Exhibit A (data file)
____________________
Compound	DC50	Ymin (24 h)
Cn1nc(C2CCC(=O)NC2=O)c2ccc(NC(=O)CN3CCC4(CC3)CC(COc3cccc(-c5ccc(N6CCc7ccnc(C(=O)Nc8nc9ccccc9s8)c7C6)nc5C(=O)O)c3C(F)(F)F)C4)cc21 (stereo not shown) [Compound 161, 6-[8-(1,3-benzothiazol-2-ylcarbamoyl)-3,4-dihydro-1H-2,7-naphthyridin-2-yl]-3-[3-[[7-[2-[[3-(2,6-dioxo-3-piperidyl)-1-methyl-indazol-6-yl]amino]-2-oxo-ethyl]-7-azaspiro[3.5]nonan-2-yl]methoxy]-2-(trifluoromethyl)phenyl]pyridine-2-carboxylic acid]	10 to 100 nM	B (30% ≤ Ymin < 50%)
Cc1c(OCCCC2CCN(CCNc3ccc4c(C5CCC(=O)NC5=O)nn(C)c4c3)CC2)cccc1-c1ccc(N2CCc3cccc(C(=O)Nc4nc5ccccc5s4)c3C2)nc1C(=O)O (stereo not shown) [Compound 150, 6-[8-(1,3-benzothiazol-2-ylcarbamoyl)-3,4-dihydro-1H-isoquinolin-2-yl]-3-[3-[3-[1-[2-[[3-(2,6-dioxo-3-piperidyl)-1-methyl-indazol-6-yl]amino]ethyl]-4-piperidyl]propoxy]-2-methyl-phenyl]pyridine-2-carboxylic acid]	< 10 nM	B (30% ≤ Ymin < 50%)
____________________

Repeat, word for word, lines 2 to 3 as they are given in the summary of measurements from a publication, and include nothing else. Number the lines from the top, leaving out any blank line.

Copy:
Cn1nc(C2CCC(=O)NC2=O)c2ccc(NC(=O)CN3CCC4(CC3)CC(COc3cccc(-c5ccc(N6CCc7ccnc(C(=O)Nc8nc9ccccc9s8)c7C6)nc5C(=O)O)c3C(F)(F)F)C4)cc21 (stereo not shown) [Compound 161, 6-[8-(1,3-benzothiazol-2-ylcarbamoyl)-3,4-dihydro-1H-2,7-naphthyridin-2-yl]-3-[3-[[7-[2-[[3-(2,6-dioxo-3-piperidyl)-1-methyl-indazol-6-yl]amino]-2-oxo-ethyl]-7-azaspiro[3.5]nonan-2-yl]methoxy]-2-(trifluoromethyl)phenyl]pyridine-2-carboxylic acid]	10 to 100 nM	B (30% ≤ Ymin < 50%)
Cc1c(OCCCC2CCN(CCNc3ccc4c(C5CCC(=O)NC5=O)nn(C)c4c3)CC2)cccc1-c1ccc(N2CCc3cccc(C(=O)Nc4nc5ccccc5s4)c3C2)nc1C(=O)O (stereo not shown) [Compound 150, 6-[8-(1,3-benzothiazol-2-ylcarbamoyl)-3,4-dihydro-1H-isoquinolin-2-yl]-3-[3-[3-[1-[2-[[3-(2,6-dioxo-3-piperidyl)-1-methyl-indazol-6-yl]amino]ethyl]-4-piperidyl]propoxy]-2-methyl-phenyl]pyridine-2-carboxylic acid]	< 10 nM	B (30% ≤ Ymin < 50%)